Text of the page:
Postpartum depression is really a combo-pack of nature and nurture, rather than what we have thought of as solely a “chemical imbalance.” Part of the cause of PPD is likely your genes, and part of the cause is likely what type of trauma, stress or environmental changes you have experienced that has caused certain of your genes to be expressed differently.
You aren’t born with one set of genes that never change, believe it or not. We know this thanks to the science of epigenetics. Epigenetics is the study of chemical reactions that switch parts of your genome off and on at strategic times and locations and what causes those chemical reactions to occur. As explained in easy to understand terms by The Week, your “… genes aren’t a fixed, predetermined program simply passed from one generation to the next. Instead, genes can be turned on and off by experiences and environment.”
Johns Hopkins has released the results of a small study this morning that they say shows two particular gene alterations that highly predict PPD. As described in their news release, “Johns Hopkins researchers say they have discovered specific chemical alterations in two genes that, when present during pregnancy, reliably predict whether a woman will develop postpartum depression. The epigenetic modifications, which alter the way genes function without changing the underlying DNA sequence, can apparently be detected in the blood of pregnant women during any trimester, potentially providing a simple way to foretell depression in the weeks after giving birth, and an opportunity to intervene before symptoms become debilitating.”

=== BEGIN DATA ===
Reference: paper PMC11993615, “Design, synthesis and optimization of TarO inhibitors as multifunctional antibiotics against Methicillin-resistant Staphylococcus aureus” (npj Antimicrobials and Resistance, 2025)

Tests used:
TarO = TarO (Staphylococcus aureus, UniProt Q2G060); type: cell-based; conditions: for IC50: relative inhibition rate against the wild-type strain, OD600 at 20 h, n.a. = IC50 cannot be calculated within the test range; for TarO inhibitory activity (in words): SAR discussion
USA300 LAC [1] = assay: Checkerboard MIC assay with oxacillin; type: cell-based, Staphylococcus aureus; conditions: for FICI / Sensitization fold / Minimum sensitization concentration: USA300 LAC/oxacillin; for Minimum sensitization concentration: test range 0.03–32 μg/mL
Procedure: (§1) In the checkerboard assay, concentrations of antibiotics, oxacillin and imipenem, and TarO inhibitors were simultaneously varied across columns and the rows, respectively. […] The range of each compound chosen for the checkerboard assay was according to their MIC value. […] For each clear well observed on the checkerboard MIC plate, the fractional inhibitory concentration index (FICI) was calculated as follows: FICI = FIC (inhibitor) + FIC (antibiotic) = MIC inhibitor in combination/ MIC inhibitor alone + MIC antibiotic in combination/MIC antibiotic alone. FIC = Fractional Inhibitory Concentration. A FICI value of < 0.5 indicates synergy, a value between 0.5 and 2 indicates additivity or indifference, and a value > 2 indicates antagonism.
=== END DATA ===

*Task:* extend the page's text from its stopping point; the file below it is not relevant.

The genes in question? TTC9B and HP1BP3, which appear to be highly reactive to changes in estrogen levels. The idea is that some of us have brains that may be much more reactive to changes in estrogen during pregnancies than others, which may be why some of us get postpartum depression while others don’t.
Lead study author Zachary Kaminsky, PhD, explains, “The researchers noticed that women who developed postpartum depression exhibited stronger epigenetic changes in those genes that are most responsive to estrogen, suggesting that these women are more sensitive to the hormone’s effects. Specifically, two genes were most highly correlated with the development of postpartum depression. TTC9B and HP1BP3 predicted with 85 percent certainty which women became ill.”
If a future blood test can identify those women who have a high risk for PPD, then we can do a lot to help prevent it or at least reduce its severity and length, by educating them and their families in advance and creating a safety net that could start immediate, effective treatment at the first sign of symptoms.
A larger study is needed — this one included only 51 pregnant women. Meantime, this research is very exciting.
This study is published in the May 21 issue of the journal Molecular Psychiatry.
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